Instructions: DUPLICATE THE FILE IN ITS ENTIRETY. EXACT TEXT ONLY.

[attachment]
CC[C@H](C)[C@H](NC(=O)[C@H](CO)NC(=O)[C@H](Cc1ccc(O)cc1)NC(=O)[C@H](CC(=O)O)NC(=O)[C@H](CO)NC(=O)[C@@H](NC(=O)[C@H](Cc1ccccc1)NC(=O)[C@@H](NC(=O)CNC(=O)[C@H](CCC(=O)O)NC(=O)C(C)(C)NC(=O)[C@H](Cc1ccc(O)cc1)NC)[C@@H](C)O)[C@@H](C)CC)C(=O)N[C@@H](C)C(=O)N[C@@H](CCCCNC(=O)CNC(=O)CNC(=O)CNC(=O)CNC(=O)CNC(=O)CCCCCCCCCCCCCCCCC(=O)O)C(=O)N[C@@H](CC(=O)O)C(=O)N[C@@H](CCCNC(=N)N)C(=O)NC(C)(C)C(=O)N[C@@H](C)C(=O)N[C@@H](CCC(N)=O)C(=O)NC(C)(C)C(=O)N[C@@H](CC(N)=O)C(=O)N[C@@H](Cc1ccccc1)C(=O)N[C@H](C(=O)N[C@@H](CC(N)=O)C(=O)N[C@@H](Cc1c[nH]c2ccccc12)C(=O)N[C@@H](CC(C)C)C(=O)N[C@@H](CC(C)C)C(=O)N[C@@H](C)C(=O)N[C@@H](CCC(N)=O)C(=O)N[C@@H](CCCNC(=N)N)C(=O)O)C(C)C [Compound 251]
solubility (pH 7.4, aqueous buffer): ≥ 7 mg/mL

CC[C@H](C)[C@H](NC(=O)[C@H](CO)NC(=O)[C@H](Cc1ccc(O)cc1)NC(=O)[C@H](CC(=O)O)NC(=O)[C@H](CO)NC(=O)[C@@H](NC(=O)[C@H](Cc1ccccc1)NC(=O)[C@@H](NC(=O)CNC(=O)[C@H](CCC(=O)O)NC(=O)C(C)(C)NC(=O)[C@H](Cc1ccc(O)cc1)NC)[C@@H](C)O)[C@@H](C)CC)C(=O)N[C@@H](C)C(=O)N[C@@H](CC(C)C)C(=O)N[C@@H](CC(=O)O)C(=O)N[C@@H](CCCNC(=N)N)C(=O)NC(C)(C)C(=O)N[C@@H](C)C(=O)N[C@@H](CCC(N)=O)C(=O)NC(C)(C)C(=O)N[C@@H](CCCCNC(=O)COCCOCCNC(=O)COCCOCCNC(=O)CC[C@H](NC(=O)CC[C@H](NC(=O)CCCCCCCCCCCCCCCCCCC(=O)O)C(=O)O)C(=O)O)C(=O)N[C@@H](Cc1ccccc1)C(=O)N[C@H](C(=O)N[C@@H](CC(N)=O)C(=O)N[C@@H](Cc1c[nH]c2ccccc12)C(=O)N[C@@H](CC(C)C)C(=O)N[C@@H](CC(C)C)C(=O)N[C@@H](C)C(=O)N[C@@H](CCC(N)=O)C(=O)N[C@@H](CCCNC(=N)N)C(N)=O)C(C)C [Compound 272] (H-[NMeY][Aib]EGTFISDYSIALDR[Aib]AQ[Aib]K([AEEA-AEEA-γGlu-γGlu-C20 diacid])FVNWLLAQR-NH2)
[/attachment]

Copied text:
CC[C@H](C)[C@H](NC(=O)[C@H](CO)NC(=O)[C@H](Cc1ccc(O)cc1)NC(=O)[C@H](CC(=O)O)NC(=O)[C@H](CO)NC(=O)[C@@H](NC(=O)[C@H](Cc1ccccc1)NC(=O)[C@@H](NC(=O)CNC(=O)[C@H](CCC(=O)O)NC(=O)C(C)(C)NC(=O)[C@H](Cc1ccc(O)cc1)NC)[C@@H](C)O)[C@@H](C)CC)C(=O)N[C@@H](C)C(=O)N[C@@H](CCCCNC(=O)CNC(=O)CNC(=O)CNC(=O)CNC(=O)CNC(=O)CCCCCCCCCCCCCCCCC(=O)O)C(=O)N[C@@H](CC(=O)O)C(=O)N[C@@H](CCCNC(=N)N)C(=O)NC(C)(C)C(=O)N[C@@H](C)C(=O)N[C@@H](CCC(N)=O)C(=O)NC(C)(C)C(=O)N[C@@H](CC(N)=O)C(=O)N[C@@H](Cc1ccccc1)C(=O)N[C@H](C(=O)N[C@@H](CC(N)=O)C(=O)N[C@@H](Cc1c[nH]c2ccccc12)C(=O)N[C@@H](CC(C)C)C(=O)N[C@@H](CC(C)C)C(=O)N[C@@H](C)C(=O)N[C@@H](CCC(N)=O)C(=O)N[C@@H](CCCNC(=N)N)C(=O)O)C(C)C [Compound 251]
solubility (pH 7.4, aqueous buffer): ≥ 7 mg/mL

CC[C@H](C)[C@H](NC(=O)[C@H](CO)NC(=O)[C@H](Cc1ccc(O)cc1)NC(=O)[C@H](CC(=O)O)NC(=O)[C@H](CO)NC(=O)[C@@H](NC(=O)[C@H](Cc1ccccc1)NC(=O)[C@@H](NC(=O)CNC(=O)[C@H](CCC(=O)O)NC(=O)C(C)(C)NC(=O)[C@H](Cc1ccc(O)cc1)NC)[C@@H](C)O)[C@@H](C)CC)C(=O)N[C@@H](C)C(=O)N[C@@H](CC(C)C)C(=O)N[C@@H](CC(=O)O)C(=O)N[C@@H](CCCNC(=N)N)C(=O)NC(C)(C)C(=O)N[C@@H](C)C(=O)N[C@@H](CCC(N)=O)C(=O)NC(C)(C)C(=O)N[C@@H](CCCCNC(=O)COCCOCCNC(=O)COCCOCCNC(=O)CC[C@H](NC(=O)CC[C@H](NC(=O)CCCCCCCCCCCCCCCCCCC(=O)O)C(=O)O)C(=O)O)C(=O)N[C@@H](Cc1ccccc1)C(=O)N[C@H](C(=O)N[C@@H](CC(N)=O)C(=O)N[C@@H](Cc1c[nH]c2ccccc12)C(=O)N[C@@H](CC(C)C)C(=O)N[C@@H](CC(C)C)C(=O)N[C@@H](C)C(=O)N[C@@H](CCC(N)=O)C(=O)N[C@@H](CCCNC(=N)N)C(N)=O)C(C)C [Compound 272] (H-[NMeY][Aib]EGTFISDYSIALDR[Aib]AQ[Aib]K([AEEA-AEEA-γGlu-γGlu-C20 diacid])FVNWLLAQR-NH2)